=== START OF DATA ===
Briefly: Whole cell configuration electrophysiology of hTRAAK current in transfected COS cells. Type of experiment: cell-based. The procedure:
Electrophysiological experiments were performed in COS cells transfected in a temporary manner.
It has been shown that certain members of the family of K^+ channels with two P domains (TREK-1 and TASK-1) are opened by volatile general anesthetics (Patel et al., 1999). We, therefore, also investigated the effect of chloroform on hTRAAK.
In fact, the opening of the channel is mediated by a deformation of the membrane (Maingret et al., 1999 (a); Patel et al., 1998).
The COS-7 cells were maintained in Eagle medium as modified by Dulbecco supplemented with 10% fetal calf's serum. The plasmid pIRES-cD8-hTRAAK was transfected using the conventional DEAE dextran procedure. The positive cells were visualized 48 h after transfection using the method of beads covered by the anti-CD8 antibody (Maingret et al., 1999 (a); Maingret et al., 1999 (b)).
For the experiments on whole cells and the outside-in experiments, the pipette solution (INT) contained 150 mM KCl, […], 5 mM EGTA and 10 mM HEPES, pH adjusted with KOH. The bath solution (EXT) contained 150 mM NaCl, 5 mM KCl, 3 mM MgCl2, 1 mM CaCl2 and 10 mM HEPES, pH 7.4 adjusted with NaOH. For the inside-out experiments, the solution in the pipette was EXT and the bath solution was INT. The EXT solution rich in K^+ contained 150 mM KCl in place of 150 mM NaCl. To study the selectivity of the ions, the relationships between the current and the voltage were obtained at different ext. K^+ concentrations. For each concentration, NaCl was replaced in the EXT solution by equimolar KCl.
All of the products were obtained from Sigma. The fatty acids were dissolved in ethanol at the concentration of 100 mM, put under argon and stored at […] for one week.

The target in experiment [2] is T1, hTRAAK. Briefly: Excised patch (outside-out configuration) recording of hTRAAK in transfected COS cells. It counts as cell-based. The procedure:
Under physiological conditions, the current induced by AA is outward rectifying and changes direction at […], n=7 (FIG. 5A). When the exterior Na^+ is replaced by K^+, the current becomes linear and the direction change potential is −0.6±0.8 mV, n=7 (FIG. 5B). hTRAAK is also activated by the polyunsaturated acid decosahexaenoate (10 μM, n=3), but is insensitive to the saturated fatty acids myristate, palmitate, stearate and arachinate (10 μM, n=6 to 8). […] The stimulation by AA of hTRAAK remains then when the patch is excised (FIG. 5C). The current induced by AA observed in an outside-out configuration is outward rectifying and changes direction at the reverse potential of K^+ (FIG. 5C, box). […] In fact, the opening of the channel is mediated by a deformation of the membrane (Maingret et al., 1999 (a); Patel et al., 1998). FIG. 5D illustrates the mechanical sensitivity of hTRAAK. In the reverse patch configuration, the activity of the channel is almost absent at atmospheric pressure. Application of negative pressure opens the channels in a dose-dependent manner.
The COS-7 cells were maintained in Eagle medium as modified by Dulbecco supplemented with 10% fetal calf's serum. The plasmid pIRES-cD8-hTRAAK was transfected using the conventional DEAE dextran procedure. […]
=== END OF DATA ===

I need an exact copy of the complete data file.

Briefly: Whole cell configuration electrophysiology of hTRAAK current in transfected COS cells. Type of experiment: cell-based. The procedure:
Electrophysiological experiments were performed in COS cells transfected in a temporary manner.
It has been shown that certain members of the family of K^+ channels with two P domains (TREK-1 and TASK-1) are opened by volatile general anesthetics (Patel et al., 1999). We, therefore, also investigated the effect of chloroform on hTRAAK.
In fact, the opening of the channel is mediated by a deformation of the membrane (Maingret et al., 1999 (a); Patel et al., 1998).
The COS-7 cells were maintained in Eagle medium as modified by Dulbecco supplemented with 10% fetal calf's serum. The plasmid pIRES-cD8-hTRAAK was transfected using the conventional DEAE dextran procedure. The positive cells were visualized 48 h after transfection using the method of beads covered by the anti-CD8 antibody (Maingret et al., 1999 (a); Maingret et al., 1999 (b)).
For the experiments on whole cells and the outside-in experiments, the pipette solution (INT) contained 150 mM KCl, […], 5 mM EGTA and 10 mM HEPES, pH adjusted with KOH. The bath solution (EXT) contained 150 mM NaCl, 5 mM KCl, 3 mM MgCl2, 1 mM CaCl2 and 10 mM HEPES, pH 7.4 adjusted with NaOH. For the inside-out experiments, the solution in the pipette was EXT and the bath solution was INT. The EXT solution rich in K^+ contained 150 mM KCl in place of 150 mM NaCl. To study the selectivity of the ions, the relationships between the current and the voltage were obtained at different ext. K^+ concentrations. For each concentration, NaCl was replaced in the EXT solution by equimolar KCl.
All of the products were obtained from Sigma. The fatty acids were dissolved in ethanol at the concentration of 100 mM, put under argon and stored at […] for one week.

The target in experiment [2] is T1, hTRAAK. Briefly: Excised patch (outside-out configuration) recording of hTRAAK in transfected COS cells. It counts as cell-based. The procedure:
Under physiological conditions, the current induced by AA is outward rectifying and changes direction at […], n=7 (FIG. 5A). When the exterior Na^+ is replaced by K^+, the current becomes linear and the direction change potential is −0.6±0.8 mV, n=7 (FIG. 5B). hTRAAK is also activated by the polyunsaturated acid decosahexaenoate (10 μM, n=3), but is insensitive to the saturated fatty acids myristate, palmitate, stearate and arachinate (10 μM, n=6 to 8). […] The stimulation by AA of hTRAAK remains then when the patch is excised (FIG. 5C). The current induced by AA observed in an outside-out configuration is outward rectifying and changes direction at the reverse potential of K^+ (FIG. 5C, box). […] In fact, the opening of the channel is mediated by a deformation of the membrane (Maingret et al., 1999 (a); Patel et al., 1998). FIG. 5D illustrates the mechanical sensitivity of hTRAAK. In the reverse patch configuration, the activity of the channel is almost absent at atmospheric pressure. Application of negative pressure opens the channels in a dose-dependent manner.
The COS-7 cells were maintained in Eagle medium as modified by Dulbecco supplemented with 10% fetal calf's serum. The plasmid pIRES-cD8-hTRAAK was transfected using the conventional DEAE dextran procedure. […]